At the global scale, Internet usage occurs predominantly on mobile phones, yet in the world’s developed nations, more than 50% of Internet usage occurs on desktops. This presents a geo-division that business must address to succeed in international ventures.
StatCounter announced that, globally, mobile and tablet browsing accounts for 51.3% versus the 48.7% that accounts for desktop browsing. At the national level, a few countries unexpectedly fall outside the global average—where Internet usage is still largely desktop-bound—such as the UK (55.6%), US (58%) and Australia (55.1%).
There is no denying that the push toward mobile will continue to grow. The report should be a final call-to-arms for all businesses, sole traders, freelancers, and professionals to ensure that their websites and offerings are mobile-ready. (The fact that Google strongly favors mobile-friendly websites should have been enough to push this to the top of everyone’s agenda, but now there’s this new information.)
Last week, we also learned that one billion people per month now access Facebook on a mobile device and that mobile ads represent 84% of the social network’s overall ad revenue. Let’s put this into perspective. Facebook generated $5.7 billion in mobile advertising revenue in Q3. Incredibly, that figure is larger than Facebook’s entire business in Q3 of 2015. Once Facebook monetizes Facebook Messenger and WhatsApp, we’ll see these numbers skyrocket.
This move toward mobile advertising points to a few of the ways companies can take advantage of the mobile trend. It also provides reassurance that investments in mobile technology—particularly apps—are bound to pay off. Most consumers have come to expect that their favorite websites will have a mobile counterpart, and as Facebook has shown, this opens up a world of possibilities in terms of ad revenue and promotion. With mobile counterparts, the ease of sharing content also increases. And the wealth of information on user’s phones that becomes available is yet another point in favor of mobile investment.
This doesn’t mean all is smooth sailing. Users are no less intolerant of ads than they were just a few years ago. The rise in ad blockers signaled an impatience and frustration among consumers that forced advertisers to customize ads through machine learning. It’s folly to expect consumers to simply ingest endlessly without ever becoming saturated.
The point is that if you plan to invest in mobile, you must also invest in the technology that shores up happy mobile usage, like machine learning and algorithms that tailor ads to users preferences and determine when and where it’s appropriate or inappropriate to place an ad. There is nothing more disenchanting than an intrusive ad. That isn’t opinion; it’s fact.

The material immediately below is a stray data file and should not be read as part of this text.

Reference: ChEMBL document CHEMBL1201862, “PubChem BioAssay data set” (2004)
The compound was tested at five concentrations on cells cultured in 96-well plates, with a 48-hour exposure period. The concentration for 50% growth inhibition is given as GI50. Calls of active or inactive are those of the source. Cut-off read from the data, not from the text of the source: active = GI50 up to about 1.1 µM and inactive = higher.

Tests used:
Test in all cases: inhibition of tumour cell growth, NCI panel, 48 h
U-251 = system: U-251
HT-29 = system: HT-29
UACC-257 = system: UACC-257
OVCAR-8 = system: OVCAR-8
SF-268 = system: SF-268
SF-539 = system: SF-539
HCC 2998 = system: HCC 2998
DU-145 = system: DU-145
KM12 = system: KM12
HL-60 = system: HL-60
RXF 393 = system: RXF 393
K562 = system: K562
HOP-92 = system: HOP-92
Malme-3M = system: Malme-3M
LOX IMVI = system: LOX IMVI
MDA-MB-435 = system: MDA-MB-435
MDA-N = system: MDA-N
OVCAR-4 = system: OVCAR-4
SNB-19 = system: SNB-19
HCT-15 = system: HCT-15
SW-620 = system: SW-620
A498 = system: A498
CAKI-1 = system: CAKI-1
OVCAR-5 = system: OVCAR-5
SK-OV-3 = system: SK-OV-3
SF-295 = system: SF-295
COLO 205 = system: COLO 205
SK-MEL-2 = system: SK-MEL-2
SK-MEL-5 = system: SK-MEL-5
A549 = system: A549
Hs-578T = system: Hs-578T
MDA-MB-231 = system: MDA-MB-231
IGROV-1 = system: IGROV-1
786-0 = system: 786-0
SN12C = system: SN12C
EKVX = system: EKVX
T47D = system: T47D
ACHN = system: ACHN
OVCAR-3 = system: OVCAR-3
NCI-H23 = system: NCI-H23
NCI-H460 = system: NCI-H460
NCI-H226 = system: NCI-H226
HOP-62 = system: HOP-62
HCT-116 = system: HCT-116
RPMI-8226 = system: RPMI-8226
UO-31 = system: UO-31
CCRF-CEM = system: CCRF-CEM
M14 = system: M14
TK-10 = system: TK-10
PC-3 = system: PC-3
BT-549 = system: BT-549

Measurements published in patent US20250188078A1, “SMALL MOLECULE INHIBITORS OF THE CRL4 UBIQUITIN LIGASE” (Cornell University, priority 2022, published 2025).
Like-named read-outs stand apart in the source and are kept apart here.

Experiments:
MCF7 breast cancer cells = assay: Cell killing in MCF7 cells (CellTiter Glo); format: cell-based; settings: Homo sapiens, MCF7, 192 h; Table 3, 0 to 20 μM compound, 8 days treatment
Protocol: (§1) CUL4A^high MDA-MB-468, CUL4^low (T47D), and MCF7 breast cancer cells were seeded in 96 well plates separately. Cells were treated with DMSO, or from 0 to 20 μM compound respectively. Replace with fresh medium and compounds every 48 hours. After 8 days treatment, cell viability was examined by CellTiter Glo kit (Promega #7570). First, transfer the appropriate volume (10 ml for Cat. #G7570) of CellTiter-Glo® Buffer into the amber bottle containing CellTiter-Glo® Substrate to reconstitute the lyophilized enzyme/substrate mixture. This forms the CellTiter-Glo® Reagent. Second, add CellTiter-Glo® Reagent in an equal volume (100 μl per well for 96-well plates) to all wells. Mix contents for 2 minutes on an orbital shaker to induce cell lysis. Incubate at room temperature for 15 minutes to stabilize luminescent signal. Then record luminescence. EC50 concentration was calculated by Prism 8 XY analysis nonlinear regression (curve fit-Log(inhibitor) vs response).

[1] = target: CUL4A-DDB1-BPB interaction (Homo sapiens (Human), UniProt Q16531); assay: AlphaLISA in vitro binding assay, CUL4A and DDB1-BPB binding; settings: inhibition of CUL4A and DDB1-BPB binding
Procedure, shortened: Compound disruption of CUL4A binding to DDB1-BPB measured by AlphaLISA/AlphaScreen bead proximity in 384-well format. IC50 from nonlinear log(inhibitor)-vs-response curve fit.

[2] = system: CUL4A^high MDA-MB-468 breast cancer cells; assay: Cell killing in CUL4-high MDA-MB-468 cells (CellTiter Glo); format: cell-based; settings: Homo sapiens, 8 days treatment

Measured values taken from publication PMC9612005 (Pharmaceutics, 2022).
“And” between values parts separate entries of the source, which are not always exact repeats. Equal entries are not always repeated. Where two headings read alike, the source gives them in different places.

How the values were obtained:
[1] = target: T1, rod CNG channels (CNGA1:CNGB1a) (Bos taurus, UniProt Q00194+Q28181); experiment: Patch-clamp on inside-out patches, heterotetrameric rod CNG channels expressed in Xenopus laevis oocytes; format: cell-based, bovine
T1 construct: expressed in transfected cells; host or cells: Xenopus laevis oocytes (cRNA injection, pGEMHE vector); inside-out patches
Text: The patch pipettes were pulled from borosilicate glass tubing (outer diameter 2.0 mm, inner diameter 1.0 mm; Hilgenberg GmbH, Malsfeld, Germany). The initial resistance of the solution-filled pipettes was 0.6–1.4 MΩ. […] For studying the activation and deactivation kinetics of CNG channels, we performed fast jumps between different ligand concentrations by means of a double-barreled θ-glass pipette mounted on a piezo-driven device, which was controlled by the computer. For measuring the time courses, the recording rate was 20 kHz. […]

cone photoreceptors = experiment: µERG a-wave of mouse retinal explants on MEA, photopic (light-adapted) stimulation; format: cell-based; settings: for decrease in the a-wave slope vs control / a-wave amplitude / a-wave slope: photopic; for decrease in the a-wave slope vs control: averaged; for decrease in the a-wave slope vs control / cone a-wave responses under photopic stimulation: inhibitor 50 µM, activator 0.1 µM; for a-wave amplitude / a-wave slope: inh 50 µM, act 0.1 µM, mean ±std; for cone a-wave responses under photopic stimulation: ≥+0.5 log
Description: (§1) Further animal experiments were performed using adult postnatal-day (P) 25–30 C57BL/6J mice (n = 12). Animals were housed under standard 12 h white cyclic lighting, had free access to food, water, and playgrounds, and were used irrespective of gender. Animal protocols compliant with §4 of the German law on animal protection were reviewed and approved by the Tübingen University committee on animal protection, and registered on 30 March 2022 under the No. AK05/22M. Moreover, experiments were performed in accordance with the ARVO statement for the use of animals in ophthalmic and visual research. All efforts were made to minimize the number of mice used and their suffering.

To be sure, what investing in mobile means is different for each industry and to some degree for each company. You must consider your product and consider your users. The product itself demands certain functions be more available than others, and certain users are more tech savvy than others. All this is commonly understood in the world of marketing but seldom translates into user-experience.
It’s complex, frankly. There are many factors to consider and one person will not wield all the expertise needed to fully transform a company’s mobile program. That is why, beyond any other measure, bringing talent in-house is the best maneuver. There are some companies still reliant on outsourcing but I don’t recommend it. In-house talent means in-house innovation, which means in-house collaboration and products that leads to greater efficiency and efficacy.
Consumers across the globe have broken free of the shackles of their desktop computers. The smart phone is now the point of convergence for socializing, responding to emails, catching up with news and planning one’s day-to-day activities. This represents a shift at the global scale that must be met in turn for business success.
I’m curious to learn, how does this shift affect your business? How are you going to integrate this information into your decision-making?
Please let me know your thoughts on this.
#mobile #technology #marketing